In February, three students were gunned down at Michigan State University. And in January, two students were fatally shot at a charter school in Des Moines, Iowa.

The Washington Post and other media outlets reporting that Rep. Andrew Ogles (R-Tenn.), who represents the Nashville district where the Covenant School is located, said Monday in a statement that he was “utterly heartbroken” by the mass shooting.

Gun reform activists including Fred Guttenberg, whose daughter Jamie was killed in the mass shooting at Marjory Stoneman Douglas High School in Parkland, Florida, on February 14, 2018, have called out Ogles for his hypocrisy posting tweets of Ogles posing with his children all carrying assault rifles in a 2021 family Christmas card photo:

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The White House

Vice president to visit three African countries that criminalize homosexuality

Ugandan lawmakers passed anti-homosexuality bill last week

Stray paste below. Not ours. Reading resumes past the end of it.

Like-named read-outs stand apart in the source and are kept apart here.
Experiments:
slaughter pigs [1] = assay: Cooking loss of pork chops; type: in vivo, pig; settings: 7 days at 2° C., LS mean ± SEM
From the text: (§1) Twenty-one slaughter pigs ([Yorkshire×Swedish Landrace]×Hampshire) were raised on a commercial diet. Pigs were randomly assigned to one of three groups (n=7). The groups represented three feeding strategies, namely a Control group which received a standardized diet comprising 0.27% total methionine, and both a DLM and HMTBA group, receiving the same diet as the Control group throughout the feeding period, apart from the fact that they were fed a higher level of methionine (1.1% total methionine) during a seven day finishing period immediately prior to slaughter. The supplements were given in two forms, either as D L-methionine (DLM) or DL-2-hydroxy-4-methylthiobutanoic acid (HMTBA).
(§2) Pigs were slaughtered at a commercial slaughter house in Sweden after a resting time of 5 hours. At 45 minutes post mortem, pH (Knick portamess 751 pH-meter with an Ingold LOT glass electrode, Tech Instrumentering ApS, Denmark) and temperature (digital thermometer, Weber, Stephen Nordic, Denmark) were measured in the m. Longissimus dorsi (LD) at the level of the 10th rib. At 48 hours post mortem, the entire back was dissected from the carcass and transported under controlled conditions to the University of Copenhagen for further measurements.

Vice President Kamala Harris arrives in Accra, Ghana, on March 26, 2023. (Photo courtesy of Harris' Twitter page)

Vice President Kamala Harris this week will visit three countries in Africa that criminalize consensual same-sex sexual relations.

Harris and her husband, second gentleman Douglas Emhoff, arrived in Ghana on Sunday. They will travel to Tanzania and Zambia before returning to the U.S. on April 2.

Ghana, Tanzania and Zambia are among the dozens of countries in which consensual same-sex sexual relations remain criminalized.

The Washington Blade last week reported LGBTQ and intersex Ghanaians remain in limbo as lawmakers continue to debate the Promotion of Proper Human Sexual Rights and Ghanaian Family Values Bill that, would among other things, further criminalize LGBTQ and intersex people and make advocacy on their behalf and allyship illegal. A Ghanaian representative who spoke during a March 20 meeting that focused on the integration of LGBTQ and intersex rights into the U.N. Security Council’s work said the body is not an appropriate venue to discuss them.